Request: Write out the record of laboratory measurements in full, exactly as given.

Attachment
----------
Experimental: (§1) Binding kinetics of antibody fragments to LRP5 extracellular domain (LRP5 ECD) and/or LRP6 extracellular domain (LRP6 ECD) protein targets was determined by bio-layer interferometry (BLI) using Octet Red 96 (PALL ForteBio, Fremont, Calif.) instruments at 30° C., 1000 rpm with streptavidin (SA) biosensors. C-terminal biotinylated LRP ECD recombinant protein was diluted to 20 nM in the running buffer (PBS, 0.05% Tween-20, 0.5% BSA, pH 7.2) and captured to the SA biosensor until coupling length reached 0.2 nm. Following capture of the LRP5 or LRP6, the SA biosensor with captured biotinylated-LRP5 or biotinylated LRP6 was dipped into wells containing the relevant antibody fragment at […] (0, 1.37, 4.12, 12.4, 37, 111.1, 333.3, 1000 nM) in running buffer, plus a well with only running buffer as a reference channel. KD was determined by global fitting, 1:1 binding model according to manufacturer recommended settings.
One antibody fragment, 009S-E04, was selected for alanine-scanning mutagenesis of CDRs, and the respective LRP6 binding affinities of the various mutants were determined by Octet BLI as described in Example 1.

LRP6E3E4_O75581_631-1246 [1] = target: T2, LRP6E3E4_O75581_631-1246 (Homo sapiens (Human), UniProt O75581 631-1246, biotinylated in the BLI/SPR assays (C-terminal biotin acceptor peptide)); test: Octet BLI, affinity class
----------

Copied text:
Experimental: (§1) Binding kinetics of antibody fragments to LRP5 extracellular domain (LRP5 ECD) and/or LRP6 extracellular domain (LRP6 ECD) protein targets was determined by bio-layer interferometry (BLI) using Octet Red 96 (PALL ForteBio, Fremont, Calif.) instruments at 30° C., 1000 rpm with streptavidin (SA) biosensors. C-terminal biotinylated LRP ECD recombinant protein was diluted to 20 nM in the running buffer (PBS, 0.05% Tween-20, 0.5% BSA, pH 7.2) and captured to the SA biosensor until coupling length reached 0.2 nm. Following capture of the LRP5 or LRP6, the SA biosensor with captured biotinylated-LRP5 or biotinylated LRP6 was dipped into wells containing the relevant antibody fragment at […] (0, 1.37, 4.12, 12.4, 37, 111.1, 333.3, 1000 nM) in running buffer, plus a well with only running buffer as a reference channel. KD was determined by global fitting, 1:1 binding model according to manufacturer recommended settings.
One antibody fragment, 009S-E04, was selected for alanine-scanning mutagenesis of CDRs, and the respective LRP6 binding affinities of the various mutants were determined by Octet BLI as described in Example 1.

LRP6E3E4_O75581_631-1246 [1] = target: T2, LRP6E3E4_O75581_631-1246 (Homo sapiens (Human), UniProt O75581 631-1246, biotinylated in the BLI/SPR assays (C-terminal biotin acceptor peptide)); test: Octet BLI, affinity class